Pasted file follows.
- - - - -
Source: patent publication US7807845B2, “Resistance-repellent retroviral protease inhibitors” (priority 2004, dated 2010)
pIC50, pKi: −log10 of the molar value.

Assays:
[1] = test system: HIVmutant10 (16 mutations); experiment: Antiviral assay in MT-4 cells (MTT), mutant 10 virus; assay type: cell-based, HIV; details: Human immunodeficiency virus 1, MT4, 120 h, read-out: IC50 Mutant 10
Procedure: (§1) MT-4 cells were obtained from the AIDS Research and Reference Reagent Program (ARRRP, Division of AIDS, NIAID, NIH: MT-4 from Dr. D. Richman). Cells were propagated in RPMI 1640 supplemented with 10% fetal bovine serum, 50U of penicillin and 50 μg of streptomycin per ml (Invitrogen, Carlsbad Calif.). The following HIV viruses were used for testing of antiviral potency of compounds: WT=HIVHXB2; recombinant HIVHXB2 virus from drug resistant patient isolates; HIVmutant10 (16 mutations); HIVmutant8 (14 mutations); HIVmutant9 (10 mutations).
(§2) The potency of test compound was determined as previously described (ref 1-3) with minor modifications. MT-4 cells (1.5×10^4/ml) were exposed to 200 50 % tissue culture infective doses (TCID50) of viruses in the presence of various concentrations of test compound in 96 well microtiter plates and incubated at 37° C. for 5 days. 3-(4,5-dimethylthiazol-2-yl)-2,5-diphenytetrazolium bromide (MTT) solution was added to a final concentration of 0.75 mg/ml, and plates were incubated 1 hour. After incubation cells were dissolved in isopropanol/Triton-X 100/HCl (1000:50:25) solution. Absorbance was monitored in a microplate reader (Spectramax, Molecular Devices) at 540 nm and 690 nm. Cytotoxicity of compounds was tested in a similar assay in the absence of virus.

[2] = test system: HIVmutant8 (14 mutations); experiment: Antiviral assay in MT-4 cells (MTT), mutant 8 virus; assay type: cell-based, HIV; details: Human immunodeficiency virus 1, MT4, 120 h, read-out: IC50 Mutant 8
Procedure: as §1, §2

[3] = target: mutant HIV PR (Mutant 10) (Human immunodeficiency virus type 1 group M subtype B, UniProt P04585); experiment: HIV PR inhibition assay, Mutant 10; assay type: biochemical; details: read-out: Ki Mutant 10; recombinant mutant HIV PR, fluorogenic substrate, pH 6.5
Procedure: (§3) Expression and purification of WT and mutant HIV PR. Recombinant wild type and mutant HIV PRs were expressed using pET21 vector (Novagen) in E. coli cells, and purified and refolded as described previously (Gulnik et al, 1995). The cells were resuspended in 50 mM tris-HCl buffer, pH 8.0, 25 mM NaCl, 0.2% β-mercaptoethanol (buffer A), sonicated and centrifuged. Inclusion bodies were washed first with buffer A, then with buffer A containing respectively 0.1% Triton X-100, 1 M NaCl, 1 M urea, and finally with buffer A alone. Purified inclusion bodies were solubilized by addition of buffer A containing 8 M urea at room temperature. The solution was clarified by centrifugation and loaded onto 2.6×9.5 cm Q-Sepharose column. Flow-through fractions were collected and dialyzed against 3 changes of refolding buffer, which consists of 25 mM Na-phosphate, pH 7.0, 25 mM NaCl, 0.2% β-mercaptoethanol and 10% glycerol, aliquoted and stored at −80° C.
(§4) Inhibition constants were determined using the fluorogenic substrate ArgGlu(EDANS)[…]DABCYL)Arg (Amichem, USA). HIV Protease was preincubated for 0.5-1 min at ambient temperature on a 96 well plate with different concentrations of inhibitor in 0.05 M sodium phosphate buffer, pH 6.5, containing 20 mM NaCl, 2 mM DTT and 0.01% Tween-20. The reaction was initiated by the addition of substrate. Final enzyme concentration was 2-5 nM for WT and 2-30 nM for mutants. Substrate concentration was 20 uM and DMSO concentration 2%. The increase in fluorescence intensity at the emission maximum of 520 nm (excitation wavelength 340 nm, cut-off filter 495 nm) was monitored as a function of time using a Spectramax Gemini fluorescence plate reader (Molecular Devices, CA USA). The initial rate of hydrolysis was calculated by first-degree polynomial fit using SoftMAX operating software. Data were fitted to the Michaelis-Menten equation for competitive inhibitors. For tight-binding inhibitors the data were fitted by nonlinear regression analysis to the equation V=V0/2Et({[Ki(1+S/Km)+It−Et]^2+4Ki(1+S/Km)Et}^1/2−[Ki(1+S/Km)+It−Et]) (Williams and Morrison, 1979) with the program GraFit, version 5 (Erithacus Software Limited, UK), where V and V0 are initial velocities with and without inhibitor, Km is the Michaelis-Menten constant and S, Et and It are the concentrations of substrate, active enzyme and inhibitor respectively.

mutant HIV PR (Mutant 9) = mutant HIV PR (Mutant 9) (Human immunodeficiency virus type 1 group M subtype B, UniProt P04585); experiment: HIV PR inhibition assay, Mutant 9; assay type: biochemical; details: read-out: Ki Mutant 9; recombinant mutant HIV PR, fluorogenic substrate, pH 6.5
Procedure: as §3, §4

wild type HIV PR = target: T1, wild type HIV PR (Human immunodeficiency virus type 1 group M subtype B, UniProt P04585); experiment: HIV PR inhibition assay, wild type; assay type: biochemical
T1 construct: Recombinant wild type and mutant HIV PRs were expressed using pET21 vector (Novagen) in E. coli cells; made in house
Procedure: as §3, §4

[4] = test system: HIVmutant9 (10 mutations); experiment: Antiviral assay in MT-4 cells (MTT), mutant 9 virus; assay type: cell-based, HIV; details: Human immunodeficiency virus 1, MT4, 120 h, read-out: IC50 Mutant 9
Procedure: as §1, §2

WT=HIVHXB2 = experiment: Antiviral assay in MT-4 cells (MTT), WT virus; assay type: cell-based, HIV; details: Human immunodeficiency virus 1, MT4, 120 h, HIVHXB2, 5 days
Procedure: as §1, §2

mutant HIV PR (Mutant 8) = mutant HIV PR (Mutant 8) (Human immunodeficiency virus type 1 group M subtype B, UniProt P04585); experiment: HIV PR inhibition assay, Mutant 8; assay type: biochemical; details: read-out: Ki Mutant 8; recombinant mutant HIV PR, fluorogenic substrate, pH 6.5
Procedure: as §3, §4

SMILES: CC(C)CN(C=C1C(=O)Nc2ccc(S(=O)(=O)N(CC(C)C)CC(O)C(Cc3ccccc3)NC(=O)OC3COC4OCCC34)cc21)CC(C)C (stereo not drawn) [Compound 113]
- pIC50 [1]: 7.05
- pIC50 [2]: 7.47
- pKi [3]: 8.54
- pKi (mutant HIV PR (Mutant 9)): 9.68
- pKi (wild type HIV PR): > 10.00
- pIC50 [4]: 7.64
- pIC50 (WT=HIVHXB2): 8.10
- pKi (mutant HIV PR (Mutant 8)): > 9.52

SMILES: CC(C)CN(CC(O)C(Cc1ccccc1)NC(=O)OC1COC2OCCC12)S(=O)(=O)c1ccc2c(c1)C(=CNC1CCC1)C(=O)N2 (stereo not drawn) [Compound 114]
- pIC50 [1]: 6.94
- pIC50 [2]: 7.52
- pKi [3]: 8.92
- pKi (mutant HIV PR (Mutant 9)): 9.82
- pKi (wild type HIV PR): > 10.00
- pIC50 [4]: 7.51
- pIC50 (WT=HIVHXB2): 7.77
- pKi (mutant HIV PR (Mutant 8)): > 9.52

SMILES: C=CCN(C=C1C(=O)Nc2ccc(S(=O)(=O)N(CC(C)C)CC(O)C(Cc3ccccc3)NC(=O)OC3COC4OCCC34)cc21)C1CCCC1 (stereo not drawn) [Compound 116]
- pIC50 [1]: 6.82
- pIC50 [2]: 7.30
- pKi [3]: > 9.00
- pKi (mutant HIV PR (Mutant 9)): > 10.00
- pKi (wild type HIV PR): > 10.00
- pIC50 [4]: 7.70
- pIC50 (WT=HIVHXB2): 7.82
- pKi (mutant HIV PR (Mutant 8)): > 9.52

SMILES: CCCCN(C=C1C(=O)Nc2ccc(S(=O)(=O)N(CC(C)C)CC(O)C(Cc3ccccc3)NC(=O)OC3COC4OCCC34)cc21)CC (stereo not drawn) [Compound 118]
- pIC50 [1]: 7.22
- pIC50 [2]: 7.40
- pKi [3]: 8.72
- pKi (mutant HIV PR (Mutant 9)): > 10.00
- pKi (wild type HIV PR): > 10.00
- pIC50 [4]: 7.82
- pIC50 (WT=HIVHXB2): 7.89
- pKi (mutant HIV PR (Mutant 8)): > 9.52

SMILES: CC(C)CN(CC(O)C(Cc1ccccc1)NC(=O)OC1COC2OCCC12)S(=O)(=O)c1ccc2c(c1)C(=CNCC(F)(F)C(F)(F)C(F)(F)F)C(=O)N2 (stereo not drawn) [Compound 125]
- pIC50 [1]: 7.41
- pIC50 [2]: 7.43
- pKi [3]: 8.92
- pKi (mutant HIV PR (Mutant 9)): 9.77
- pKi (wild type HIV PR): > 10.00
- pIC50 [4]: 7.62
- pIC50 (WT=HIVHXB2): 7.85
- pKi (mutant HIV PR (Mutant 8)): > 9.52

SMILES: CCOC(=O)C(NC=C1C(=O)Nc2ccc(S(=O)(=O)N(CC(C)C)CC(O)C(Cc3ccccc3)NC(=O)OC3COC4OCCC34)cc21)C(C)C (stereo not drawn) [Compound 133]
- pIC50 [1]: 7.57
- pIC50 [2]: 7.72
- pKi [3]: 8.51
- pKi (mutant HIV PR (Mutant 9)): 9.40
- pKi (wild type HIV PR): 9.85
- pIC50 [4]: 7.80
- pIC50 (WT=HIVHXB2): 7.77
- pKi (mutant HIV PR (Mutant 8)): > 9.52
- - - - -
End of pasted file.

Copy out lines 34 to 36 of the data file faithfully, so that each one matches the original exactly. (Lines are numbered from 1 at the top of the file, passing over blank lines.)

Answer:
- pIC50 [2]: 7.52
- pKi [3]: 8.92
- pKi (mutant HIV PR (Mutant 9)): 9.82